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Old 03-30-2009, 09:16 PM   #1
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Blocking UDP packet

I want to deny a particular malicious UDP packet. I can readily identify this packet from the rest by looking at the data section, where data offset 2 is 0xaa, data[5] is 0xbb, etc. Are there any tools or code samples that can do this?

Basically, instead of seeing the packet in the following tcpdump, I want to block it. I started to write a proxy but realized I would need to keep sessions and that's a nightmare. Is there an easier way to do this? The firewalls I've seen only block based on port, not on data payload.

tcpdump -i eth1 udp[2:1] = 0xaa and udp[5:2] = 0xbbcc
Old 04-01-2009, 02:46 AM   #2
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Not all firewalls are just based on port and stuff, iptables can match by strings. Take a look at the man page or run the command
iptables -m string -h
Old 04-01-2009, 01:42 PM   #3
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Originally Posted by datopdog View Post
Not all firewalls are just based on port and stuff, iptables can match by strings. Take a look at the man page or run the command
iptables -m string -h
Yeah, I finally found a way to do it in ip tables, although it's not often documented.

iptables -m string --hex-string "0xaabb" --from <byte> --to byte --algo bm


iptables -m u32 --u32 "Start&Mask=Range"

And that's working great for me. Are there anything similar on the windows platform?
Old 04-08-2009, 04:07 AM   #4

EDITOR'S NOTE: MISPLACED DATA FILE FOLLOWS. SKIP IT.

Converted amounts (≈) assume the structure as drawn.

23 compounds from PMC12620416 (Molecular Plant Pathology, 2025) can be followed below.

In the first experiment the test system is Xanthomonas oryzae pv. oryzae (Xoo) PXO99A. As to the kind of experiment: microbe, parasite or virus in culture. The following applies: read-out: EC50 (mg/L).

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From man:/iptables:

U32 allows you to extract quantities of up to 4 bytes from a packet, AND them with specified masks, shift them by specified amounts and test whether the results are in any of a set of specified ranges. The specification of what to extract is general enough to skip over headers with lengths stored in the packet, as in IP or TCP header lengths.

(Please note: This match requires kernel support that might not be available in official Linux kernel sources or Debian's packaged Linux kernel sources. And if support for this match is available for the specific Linux kernel source version, that support might not be enabled in the current Linux kernel binary.)

Details and examples are in the kernel module source.
N.B. the underlined note -- this may not be available to all readers.

No thread on iptables would be complete w/o links to
Oskar Andreasson's (<>) Iptables Tutorial found at:

There is an unnumbered "pretty" version at



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